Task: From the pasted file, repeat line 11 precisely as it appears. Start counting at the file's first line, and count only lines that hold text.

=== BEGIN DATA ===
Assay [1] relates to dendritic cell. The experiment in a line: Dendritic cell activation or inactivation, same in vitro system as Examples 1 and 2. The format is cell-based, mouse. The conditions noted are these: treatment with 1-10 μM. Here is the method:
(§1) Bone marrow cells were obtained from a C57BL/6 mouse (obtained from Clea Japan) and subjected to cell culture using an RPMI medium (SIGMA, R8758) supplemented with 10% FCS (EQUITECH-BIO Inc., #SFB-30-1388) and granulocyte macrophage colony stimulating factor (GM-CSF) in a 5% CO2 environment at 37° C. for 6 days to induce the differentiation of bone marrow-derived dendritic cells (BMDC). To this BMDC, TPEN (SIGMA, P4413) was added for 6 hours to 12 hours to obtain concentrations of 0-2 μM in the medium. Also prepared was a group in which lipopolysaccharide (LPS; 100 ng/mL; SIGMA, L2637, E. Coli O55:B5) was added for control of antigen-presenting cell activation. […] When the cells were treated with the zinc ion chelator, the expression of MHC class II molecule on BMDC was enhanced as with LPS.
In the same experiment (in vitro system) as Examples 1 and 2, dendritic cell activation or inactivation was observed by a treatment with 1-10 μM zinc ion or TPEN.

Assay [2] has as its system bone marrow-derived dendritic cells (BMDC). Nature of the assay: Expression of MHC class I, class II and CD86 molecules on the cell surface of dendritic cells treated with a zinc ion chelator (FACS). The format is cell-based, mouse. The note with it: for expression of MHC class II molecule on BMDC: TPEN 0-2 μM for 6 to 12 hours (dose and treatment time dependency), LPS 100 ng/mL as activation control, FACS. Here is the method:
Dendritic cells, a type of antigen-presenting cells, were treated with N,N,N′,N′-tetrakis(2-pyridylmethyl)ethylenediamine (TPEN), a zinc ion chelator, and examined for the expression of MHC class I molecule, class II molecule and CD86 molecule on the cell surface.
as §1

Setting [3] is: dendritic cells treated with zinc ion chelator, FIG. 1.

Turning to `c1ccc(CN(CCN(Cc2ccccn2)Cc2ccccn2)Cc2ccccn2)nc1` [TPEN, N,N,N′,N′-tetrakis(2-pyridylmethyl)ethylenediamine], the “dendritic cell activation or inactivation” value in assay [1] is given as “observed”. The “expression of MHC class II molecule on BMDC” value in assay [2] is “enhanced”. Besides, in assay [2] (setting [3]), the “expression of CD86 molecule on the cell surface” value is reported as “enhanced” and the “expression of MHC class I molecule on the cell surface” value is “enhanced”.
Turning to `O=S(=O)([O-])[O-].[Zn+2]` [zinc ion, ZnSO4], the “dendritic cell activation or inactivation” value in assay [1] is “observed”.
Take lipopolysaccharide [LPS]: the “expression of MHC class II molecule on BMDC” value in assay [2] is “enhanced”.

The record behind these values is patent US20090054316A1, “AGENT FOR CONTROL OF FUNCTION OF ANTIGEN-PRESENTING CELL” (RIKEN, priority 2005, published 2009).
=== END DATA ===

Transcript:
The record behind these values is patent US20090054316A1, “AGENT FOR CONTROL OF FUNCTION OF ANTIGEN-PRESENTING CELL” (RIKEN, priority 2005, published 2009).